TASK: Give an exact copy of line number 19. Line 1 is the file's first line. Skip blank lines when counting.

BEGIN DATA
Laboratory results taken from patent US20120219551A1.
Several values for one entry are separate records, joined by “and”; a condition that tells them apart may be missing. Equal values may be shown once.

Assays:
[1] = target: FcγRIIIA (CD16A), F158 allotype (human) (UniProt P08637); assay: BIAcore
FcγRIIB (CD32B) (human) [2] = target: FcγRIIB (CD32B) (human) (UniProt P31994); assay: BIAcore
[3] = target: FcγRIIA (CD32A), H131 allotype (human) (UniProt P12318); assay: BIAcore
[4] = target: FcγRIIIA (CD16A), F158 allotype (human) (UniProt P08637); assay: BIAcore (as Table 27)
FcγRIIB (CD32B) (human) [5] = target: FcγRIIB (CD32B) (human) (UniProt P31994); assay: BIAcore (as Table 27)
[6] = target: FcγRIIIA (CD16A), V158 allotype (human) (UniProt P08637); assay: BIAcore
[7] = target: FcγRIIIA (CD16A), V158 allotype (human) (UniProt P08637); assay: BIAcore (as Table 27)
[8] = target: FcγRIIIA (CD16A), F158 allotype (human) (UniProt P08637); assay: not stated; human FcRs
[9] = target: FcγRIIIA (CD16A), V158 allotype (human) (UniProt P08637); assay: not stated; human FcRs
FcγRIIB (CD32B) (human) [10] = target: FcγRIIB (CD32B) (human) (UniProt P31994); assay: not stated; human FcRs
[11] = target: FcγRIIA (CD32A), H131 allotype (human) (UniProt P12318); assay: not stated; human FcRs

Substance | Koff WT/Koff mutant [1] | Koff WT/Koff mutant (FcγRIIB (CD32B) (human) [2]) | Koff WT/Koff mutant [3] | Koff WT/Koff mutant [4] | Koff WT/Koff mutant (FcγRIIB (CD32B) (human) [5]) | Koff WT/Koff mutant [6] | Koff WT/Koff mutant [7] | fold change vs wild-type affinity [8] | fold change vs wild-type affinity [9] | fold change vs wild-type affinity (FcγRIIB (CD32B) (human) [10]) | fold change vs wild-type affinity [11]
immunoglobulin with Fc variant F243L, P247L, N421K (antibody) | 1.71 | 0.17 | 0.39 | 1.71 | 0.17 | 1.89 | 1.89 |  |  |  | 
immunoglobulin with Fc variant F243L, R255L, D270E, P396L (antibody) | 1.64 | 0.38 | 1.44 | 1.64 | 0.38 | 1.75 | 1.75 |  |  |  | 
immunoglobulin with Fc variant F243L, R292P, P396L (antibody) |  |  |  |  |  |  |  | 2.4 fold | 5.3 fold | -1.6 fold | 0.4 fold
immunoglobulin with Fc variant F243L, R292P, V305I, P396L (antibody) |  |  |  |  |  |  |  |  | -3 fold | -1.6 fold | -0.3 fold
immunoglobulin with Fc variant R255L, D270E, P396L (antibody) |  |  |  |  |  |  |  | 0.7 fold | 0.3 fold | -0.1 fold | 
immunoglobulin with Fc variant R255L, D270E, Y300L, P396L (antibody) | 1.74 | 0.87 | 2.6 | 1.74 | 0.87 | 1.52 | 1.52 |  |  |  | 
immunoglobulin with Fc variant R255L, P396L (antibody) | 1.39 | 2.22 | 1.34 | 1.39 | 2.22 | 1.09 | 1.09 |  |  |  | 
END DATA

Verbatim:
immunoglobulin with Fc variant F243L, R292P, V305I, P396L (antibody) |  |  |  |  |  |  |  |  | -3 fold | -1.6 fold | -0.3 fold